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Tag Archives: Self

Freud and then Heine: Spinoza Does not Deny God, but Always Humanity

Freud and Spinoza on Kant’s Freedom

A few days ago I listened to the paper by Michael Mack (Nottingham), “Spinoza and Freud, or how to be mindful of the mind”  from the Spinoza and Bodies conference (audio here), and one quote really stood out, taken from Heine on Spinoza. Mack’s paper argues that Freud subverts the primary aim of Kantian philosophy: the autonomy of the human under and definition of Freedom. That is, the Copernican turn accomplishes a radical autonomy of man which is strictly modern, that the recursively defined categories of thought provide humanity with a kind of fresh space, a topos, upon which to do and be and make whatever they well, a cocoon of freedom. He doesn’t express it in this way, but I do. Freud takes this from Kant and the modern heritage in that he takes from the inside the autonomy that Kant attempted to carve out,  the “self”. I had never really thought if it in these terms, but one can see that it is precisely at the level of freedom that Spinoza’s Freedom and Kant’s Freedom collide, and one can see Mack’s point that Freud and Spinoza are on the same side on this, that the “self” is ever only partially free, and the sense that we are all exposed to causal forces far beyond our control, the ignorance of which deceives us into thinking we are freer than we are.

The paper is a wild ride at times, and Mack has the haltering verbal excitement of someone overly familiar with a history of ideas and some much neglected material that makes his reading engaging, at least to my ear. He exposes some, one wants to say sublimated, or at least seldom acknowledged even by Freud himself, influence of Spinoza on the father of psychoanalysis. Mack’s point falls off in the area of the Death Drive where he doesn’t do a sharp enough job of contrasting the admitted radical difference of Spinoza and Freud on this point, a chasm gap, surely on account of time .  For me, any comparison between Spinoza and Freud must at least start or end there. Where Mack is really strong is how he positions Freud and Spinoza towards Kant’s autonomy, and the subject of the Self.

In making his point about Freud, Spinoza and Jewishness, Mack brings the wonderful quote by Heine on the subject of Spinoza’s charged atheism. In an almost over-statement in response to the Pantheism Controversy, Heine declares, it is not God that is denied by Spinoza, but rather Man:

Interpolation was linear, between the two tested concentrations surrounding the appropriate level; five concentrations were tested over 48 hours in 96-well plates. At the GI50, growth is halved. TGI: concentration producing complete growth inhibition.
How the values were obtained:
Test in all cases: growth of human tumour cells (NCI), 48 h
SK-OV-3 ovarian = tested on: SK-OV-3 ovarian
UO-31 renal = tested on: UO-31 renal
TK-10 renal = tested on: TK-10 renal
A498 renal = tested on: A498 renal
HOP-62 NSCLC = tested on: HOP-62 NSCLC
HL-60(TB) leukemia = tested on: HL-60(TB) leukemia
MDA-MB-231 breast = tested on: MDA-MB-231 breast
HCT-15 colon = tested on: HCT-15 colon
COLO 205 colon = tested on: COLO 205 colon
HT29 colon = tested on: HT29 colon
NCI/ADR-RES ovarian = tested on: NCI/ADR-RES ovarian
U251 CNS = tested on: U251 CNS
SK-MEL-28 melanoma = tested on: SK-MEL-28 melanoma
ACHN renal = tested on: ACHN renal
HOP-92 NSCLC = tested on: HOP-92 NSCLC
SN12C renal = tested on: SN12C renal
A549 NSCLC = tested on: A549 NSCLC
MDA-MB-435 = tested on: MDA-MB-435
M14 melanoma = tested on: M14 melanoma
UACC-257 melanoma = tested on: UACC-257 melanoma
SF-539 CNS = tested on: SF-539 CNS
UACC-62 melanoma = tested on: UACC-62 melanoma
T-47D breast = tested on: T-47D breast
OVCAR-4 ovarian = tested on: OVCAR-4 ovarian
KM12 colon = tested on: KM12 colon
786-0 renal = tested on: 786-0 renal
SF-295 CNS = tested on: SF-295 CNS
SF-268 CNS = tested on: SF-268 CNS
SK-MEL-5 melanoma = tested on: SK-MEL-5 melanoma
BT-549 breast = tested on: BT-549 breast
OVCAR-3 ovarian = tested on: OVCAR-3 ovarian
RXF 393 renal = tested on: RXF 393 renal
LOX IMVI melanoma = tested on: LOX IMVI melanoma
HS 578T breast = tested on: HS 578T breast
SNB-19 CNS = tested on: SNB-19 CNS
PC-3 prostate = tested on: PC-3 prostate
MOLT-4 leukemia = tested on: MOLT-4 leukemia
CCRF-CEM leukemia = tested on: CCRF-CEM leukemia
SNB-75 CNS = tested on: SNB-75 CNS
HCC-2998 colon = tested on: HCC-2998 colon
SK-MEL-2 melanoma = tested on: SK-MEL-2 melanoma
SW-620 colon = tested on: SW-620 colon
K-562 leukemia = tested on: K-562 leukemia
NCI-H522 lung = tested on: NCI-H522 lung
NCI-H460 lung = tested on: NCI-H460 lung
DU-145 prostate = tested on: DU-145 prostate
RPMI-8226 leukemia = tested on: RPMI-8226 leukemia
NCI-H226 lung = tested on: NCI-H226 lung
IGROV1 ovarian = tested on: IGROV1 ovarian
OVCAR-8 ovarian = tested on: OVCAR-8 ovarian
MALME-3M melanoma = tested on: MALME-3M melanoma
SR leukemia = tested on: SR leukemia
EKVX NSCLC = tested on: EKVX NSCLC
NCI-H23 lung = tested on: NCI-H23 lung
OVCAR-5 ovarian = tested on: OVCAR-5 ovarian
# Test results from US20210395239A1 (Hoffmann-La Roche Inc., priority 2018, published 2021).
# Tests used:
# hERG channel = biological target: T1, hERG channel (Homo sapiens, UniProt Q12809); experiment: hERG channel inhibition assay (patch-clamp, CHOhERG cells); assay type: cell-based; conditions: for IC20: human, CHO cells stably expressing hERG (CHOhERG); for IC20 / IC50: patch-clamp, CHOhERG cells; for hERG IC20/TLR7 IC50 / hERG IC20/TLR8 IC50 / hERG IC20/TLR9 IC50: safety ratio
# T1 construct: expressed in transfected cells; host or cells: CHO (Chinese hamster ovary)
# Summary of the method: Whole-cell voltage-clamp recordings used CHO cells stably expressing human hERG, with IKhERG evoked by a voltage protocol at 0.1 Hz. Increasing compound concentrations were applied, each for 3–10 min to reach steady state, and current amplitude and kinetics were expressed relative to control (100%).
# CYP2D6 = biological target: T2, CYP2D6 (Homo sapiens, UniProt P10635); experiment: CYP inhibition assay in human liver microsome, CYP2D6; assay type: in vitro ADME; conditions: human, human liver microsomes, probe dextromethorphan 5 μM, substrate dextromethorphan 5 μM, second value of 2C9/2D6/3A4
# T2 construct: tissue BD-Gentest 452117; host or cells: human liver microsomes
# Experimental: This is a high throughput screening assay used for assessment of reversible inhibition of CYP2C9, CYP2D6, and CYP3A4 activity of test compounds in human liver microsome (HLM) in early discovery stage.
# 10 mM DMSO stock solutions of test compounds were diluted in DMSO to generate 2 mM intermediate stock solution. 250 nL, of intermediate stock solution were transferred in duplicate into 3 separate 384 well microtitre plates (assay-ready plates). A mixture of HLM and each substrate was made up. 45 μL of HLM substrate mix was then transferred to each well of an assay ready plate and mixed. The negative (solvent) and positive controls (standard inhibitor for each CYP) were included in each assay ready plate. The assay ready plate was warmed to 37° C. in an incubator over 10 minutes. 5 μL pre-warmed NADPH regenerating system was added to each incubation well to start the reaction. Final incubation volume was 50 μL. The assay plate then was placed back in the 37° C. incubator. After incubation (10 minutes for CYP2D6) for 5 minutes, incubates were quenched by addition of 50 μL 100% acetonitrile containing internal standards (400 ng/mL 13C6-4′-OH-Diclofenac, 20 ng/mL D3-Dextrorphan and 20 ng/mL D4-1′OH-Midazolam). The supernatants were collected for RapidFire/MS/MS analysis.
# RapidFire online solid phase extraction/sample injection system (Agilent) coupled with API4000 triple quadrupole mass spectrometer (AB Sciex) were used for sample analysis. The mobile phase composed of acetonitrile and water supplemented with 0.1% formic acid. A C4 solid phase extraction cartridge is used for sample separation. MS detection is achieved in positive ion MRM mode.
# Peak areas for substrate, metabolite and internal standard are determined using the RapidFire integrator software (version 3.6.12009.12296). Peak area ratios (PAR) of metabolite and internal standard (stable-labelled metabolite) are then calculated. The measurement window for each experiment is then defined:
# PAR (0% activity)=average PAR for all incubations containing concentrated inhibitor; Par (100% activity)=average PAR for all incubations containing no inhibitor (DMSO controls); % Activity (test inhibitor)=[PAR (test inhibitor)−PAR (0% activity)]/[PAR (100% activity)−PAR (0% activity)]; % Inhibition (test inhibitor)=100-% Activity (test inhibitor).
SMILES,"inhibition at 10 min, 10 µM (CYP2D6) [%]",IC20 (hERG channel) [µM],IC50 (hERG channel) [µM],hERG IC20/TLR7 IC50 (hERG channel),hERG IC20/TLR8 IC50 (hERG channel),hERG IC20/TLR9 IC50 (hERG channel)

“Nothing but fear, unreason and malice could bestow on such a doctrine the qualification of atheism. No one has spoken so sublimely of Deity than Spinoza. Instead of saying that he denied God, one might say that he denied Man. All finite things are to him but modes of the Infinite Substance, all finite substances are contained in God, the human mind but the luminous ray of infinite thought, the human body but an atom of infinite extension. God is the infinite cause both of mind and of body, natura naturans.”
This starting point of Heine’s the erasure of Man, is the widescope though still concrete view that meets up nicely with Caroline Williams’s paper, already mentioned here:  Subjectless Subjectivity, A Geography of Subject: Beyond Objectology. Beginning with this erasure comes the integrated recomplexification of Man, humanity, Self, Subject, State, on an entirely different order. None of these abstract, cognitive boundaries are “kingdoms within a kingdom” but rather are shot through with material effects and forces beyond their knowledge, their autonomy.
Michael Mack’s paper is derived from a new book due out March 2010,  Spinoza and the Specters of Modernity: The Hidden Enlightenment of Diversity from Spinoza to Freud, Continum Books, something certainly to look out for.